Auction theorists predict that bookbuilding, long the standard process for selling equity IPOs in the U.S., is about to give way to an Internet-based IPO auction process that is both more efficient and more fair. The promise of auctions is that, by using an electronic platform that gives all investors the opportunity to bid on IPOs, the underpricing of IPOs and commissions to underwriters will be reduced, leading to an increase in net proceeds to issuers.
Largely missing from such arguments, however, is an appreciation of why bookbuilding has dominated U.S. practice (and continues to supplant auctions in IPOs in most countries outside the U.S) and the role of undepricing in the IPO process. Rather than canvassing all investors, bookbuilding involves eliciting expressions of interest from institutional investors, and then allocating shares mainly according to the strength of their professed interest. In contrast to auctions, which allocate shares according to a set of explicit rules, bookbuilding involves a set of implicit “rules” that provide considerable room for judgment by the underwriter. This does not mean that the rules are arbitrary or not well understood by participants, particularly after thousands of IPOs conducted over the better part of two centuries. But to manage the exchange of information between issuers and investors, and the potential conflicts of interest in representing both groups, such rules must be administered by an intermediary with a considerable stake in protecting its reputation for fair dealing. Investment banks that deal with both issuers and the investment community on a regular basis are well positioned to perform this function.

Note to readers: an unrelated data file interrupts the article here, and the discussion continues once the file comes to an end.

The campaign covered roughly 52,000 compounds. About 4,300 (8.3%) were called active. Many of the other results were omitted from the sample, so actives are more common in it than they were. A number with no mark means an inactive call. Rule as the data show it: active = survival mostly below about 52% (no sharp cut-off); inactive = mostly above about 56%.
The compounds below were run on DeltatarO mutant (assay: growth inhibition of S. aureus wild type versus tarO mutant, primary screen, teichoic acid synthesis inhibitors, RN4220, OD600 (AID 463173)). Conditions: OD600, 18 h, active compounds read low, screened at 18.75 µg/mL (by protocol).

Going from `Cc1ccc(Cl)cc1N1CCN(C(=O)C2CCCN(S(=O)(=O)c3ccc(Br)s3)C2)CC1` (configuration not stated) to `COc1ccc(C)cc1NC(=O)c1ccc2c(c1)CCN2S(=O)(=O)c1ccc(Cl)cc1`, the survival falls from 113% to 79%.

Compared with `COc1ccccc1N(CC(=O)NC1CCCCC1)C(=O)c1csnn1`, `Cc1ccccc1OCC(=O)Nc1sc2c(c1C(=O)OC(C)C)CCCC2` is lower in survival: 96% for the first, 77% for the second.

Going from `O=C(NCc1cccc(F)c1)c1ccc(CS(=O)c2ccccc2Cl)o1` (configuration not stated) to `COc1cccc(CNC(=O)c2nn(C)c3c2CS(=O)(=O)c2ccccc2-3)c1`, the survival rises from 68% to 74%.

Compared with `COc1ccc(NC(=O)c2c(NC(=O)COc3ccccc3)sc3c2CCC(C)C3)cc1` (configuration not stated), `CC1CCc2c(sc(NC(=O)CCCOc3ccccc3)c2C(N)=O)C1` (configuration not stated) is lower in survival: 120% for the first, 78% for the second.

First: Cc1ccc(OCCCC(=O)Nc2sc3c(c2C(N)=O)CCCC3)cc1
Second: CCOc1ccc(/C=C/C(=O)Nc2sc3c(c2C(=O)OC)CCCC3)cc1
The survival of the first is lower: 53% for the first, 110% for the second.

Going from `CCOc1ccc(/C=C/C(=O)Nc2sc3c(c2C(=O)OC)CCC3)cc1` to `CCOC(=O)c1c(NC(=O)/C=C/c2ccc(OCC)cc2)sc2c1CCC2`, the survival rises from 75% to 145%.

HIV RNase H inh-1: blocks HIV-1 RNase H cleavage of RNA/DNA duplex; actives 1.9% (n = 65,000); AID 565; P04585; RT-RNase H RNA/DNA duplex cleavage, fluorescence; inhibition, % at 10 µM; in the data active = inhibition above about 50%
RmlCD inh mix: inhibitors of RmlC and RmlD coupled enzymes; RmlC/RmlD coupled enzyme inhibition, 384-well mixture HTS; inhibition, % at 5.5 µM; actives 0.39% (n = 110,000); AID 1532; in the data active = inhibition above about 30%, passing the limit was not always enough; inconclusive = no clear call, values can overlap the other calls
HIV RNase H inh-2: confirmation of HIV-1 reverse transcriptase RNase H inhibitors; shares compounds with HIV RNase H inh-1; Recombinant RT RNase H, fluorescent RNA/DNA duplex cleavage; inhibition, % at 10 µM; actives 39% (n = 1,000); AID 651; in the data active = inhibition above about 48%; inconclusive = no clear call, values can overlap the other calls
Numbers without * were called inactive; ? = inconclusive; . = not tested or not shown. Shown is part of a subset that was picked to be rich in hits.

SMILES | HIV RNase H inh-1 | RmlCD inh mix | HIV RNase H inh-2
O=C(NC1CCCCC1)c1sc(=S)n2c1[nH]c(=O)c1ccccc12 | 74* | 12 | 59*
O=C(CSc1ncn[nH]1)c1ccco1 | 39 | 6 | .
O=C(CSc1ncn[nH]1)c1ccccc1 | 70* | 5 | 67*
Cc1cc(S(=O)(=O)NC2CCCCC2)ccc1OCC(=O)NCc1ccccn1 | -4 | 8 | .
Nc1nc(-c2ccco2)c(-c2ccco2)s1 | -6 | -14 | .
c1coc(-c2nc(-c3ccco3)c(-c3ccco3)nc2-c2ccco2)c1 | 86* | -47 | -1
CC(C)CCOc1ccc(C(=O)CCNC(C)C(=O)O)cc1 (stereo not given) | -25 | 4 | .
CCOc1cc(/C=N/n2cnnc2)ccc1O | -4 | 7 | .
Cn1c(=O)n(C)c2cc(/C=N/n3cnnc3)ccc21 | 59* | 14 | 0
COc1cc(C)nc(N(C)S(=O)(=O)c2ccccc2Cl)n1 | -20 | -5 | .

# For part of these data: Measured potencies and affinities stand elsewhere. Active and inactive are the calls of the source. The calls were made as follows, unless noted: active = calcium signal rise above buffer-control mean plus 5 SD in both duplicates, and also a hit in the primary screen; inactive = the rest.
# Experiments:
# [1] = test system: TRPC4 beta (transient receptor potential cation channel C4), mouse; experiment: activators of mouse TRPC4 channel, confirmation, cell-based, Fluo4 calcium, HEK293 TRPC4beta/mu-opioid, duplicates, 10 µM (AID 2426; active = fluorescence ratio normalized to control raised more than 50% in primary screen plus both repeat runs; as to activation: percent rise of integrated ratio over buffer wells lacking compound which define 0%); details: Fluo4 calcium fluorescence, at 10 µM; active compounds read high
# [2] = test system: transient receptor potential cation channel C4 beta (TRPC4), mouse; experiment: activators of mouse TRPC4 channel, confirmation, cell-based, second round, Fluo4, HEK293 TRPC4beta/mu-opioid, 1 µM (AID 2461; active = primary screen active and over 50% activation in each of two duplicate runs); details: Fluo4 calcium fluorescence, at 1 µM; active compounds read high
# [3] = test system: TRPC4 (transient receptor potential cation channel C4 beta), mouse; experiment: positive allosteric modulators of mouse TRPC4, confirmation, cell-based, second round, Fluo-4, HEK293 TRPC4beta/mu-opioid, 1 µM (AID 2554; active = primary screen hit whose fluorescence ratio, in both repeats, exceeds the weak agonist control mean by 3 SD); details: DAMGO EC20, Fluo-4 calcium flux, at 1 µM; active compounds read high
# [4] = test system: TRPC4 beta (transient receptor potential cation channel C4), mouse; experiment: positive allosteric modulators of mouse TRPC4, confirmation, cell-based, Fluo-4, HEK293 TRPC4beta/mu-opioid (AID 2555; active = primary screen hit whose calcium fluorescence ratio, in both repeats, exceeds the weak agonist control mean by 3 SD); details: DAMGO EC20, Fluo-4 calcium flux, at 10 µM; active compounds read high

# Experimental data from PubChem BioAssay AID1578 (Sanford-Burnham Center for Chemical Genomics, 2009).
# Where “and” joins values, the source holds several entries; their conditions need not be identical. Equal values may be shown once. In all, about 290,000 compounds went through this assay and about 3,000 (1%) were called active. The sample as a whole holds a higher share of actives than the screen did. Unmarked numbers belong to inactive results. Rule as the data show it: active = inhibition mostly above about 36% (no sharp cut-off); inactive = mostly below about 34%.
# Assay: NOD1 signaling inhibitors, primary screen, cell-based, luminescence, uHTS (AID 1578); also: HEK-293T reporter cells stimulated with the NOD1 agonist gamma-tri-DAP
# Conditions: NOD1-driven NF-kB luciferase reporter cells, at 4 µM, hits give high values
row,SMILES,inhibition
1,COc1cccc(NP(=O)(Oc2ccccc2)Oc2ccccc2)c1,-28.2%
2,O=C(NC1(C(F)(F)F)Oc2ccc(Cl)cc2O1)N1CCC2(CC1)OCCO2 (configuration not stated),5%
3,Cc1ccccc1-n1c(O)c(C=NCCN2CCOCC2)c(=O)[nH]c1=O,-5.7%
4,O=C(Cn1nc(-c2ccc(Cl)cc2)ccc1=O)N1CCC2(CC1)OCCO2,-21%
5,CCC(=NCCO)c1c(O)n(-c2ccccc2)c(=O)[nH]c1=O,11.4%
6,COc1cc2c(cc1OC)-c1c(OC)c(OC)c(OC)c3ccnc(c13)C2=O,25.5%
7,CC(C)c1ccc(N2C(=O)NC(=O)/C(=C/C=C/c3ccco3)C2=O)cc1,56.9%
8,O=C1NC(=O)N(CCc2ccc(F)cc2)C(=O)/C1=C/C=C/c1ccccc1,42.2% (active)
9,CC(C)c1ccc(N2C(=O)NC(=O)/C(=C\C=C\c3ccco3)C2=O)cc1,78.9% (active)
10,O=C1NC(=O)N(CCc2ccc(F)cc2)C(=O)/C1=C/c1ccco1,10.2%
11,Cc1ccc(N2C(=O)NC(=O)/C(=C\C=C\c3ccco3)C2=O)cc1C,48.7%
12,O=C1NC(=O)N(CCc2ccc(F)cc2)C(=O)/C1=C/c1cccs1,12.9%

The underpricing of IPOs is best viewed not as a transfer of wealth from issuers to favored investors but rather as compensation to the large influential investors that play a major role in the price discovery process. By opening the process to all comers, auctions will discourage these large investors from bidding aggressively because less sophisticated investors will be able to “free ride” on their research and due diligence. To the extent this happens, auctions may suc ceed in reducing underpricing (in fact, they may even lead to over pricing), but they will also reduce the net proceeds for issuers.
Nevertheless, recent advances in communications technology and auction theory will undoubtedly reshape current securities underwriting practices. In particular, Internet auctions are likely to replace bookbuilding in debt IPOs and less risky equity issues (say, IPOs of LBOs). But the argument that Bookbuilding will be completely cast aside in favor of largely untested alternatives fails to appreciate a successful institutional response to major market imperfections, some of which can never be wholly eliminated. Especially in the case of risky (first-time) equity IPOs, there will continue to be an important role for managing the information exchange between issuers and investors that is critical to the IPO process.